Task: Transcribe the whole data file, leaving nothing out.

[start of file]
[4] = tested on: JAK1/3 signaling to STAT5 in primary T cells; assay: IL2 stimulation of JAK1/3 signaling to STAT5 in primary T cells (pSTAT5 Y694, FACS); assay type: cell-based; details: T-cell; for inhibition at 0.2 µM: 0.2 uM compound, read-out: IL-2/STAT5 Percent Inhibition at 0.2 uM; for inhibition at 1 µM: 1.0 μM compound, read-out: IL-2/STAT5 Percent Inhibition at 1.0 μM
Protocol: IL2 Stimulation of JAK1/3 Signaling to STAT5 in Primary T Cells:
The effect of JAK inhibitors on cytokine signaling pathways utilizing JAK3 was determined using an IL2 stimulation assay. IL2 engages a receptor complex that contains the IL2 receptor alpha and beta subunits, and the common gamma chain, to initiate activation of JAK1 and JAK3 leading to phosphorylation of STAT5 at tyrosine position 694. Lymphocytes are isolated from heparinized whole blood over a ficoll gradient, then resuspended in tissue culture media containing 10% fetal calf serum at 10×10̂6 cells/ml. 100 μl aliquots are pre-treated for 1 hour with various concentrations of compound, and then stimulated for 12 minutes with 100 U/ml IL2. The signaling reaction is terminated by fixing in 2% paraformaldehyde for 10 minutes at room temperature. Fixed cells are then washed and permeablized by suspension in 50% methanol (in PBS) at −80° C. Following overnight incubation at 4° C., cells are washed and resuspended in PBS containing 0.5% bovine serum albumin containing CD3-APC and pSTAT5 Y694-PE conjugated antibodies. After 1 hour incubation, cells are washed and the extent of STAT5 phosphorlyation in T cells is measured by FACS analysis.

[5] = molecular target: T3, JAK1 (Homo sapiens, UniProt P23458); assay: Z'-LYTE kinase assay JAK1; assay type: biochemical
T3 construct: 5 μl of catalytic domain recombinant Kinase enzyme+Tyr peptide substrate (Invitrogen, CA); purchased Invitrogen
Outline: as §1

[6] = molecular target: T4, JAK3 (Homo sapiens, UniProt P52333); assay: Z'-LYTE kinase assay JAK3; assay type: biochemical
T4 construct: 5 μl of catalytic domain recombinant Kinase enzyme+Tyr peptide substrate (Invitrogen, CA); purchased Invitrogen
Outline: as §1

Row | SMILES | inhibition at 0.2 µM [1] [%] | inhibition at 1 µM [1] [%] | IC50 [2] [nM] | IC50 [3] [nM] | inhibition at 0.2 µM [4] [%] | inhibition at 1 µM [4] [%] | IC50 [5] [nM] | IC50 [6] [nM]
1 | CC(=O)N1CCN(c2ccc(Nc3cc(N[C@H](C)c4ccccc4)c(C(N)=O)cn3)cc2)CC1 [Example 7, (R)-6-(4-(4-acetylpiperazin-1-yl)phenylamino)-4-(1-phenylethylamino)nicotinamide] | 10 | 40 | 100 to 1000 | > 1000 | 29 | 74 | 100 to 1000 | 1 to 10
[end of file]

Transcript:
[4] = tested on: JAK1/3 signaling to STAT5 in primary T cells; assay: IL2 stimulation of JAK1/3 signaling to STAT5 in primary T cells (pSTAT5 Y694, FACS); assay type: cell-based; details: T-cell; for inhibition at 0.2 µM: 0.2 uM compound, read-out: IL-2/STAT5 Percent Inhibition at 0.2 uM; for inhibition at 1 µM: 1.0 μM compound, read-out: IL-2/STAT5 Percent Inhibition at 1.0 μM
Protocol: IL2 Stimulation of JAK1/3 Signaling to STAT5 in Primary T Cells:
The effect of JAK inhibitors on cytokine signaling pathways utilizing JAK3 was determined using an IL2 stimulation assay. IL2 engages a receptor complex that contains the IL2 receptor alpha and beta subunits, and the common gamma chain, to initiate activation of JAK1 and JAK3 leading to phosphorylation of STAT5 at tyrosine position 694. Lymphocytes are isolated from heparinized whole blood over a ficoll gradient, then resuspended in tissue culture media containing 10% fetal calf serum at 10×10̂6 cells/ml. 100 μl aliquots are pre-treated for 1 hour with various concentrations of compound, and then stimulated for 12 minutes with 100 U/ml IL2. The signaling reaction is terminated by fixing in 2% paraformaldehyde for 10 minutes at room temperature. Fixed cells are then washed and permeablized by suspension in 50% methanol (in PBS) at −80° C. Following overnight incubation at 4° C., cells are washed and resuspended in PBS containing 0.5% bovine serum albumin containing CD3-APC and pSTAT5 Y694-PE conjugated antibodies. After 1 hour incubation, cells are washed and the extent of STAT5 phosphorlyation in T cells is measured by FACS analysis.

[5] = molecular target: T3, JAK1 (Homo sapiens, UniProt P23458); assay: Z'-LYTE kinase assay JAK1; assay type: biochemical
T3 construct: 5 μl of catalytic domain recombinant Kinase enzyme+Tyr peptide substrate (Invitrogen, CA); purchased Invitrogen
Outline: as §1

[6] = molecular target: T4, JAK3 (Homo sapiens, UniProt P52333); assay: Z'-LYTE kinase assay JAK3; assay type: biochemical
T4 construct: 5 μl of catalytic domain recombinant Kinase enzyme+Tyr peptide substrate (Invitrogen, CA); purchased Invitrogen
Outline: as §1

Row | SMILES | inhibition at 0.2 µM [1] [%] | inhibition at 1 µM [1] [%] | IC50 [2] [nM] | IC50 [3] [nM] | inhibition at 0.2 µM [4] [%] | inhibition at 1 µM [4] [%] | IC50 [5] [nM] | IC50 [6] [nM]
1 | CC(=O)N1CCN(c2ccc(Nc3cc(N[C@H](C)c4ccccc4)c(C(N)=O)cn3)cc2)CC1 [Example 7, (R)-6-(4-(4-acetylpiperazin-1-yl)phenylamino)-4-(1-phenylethylamino)nicotinamide] | 10 | 40 | 100 to 1000 | > 1000 | 29 | 74 | 100 to 1000 | 1 to 10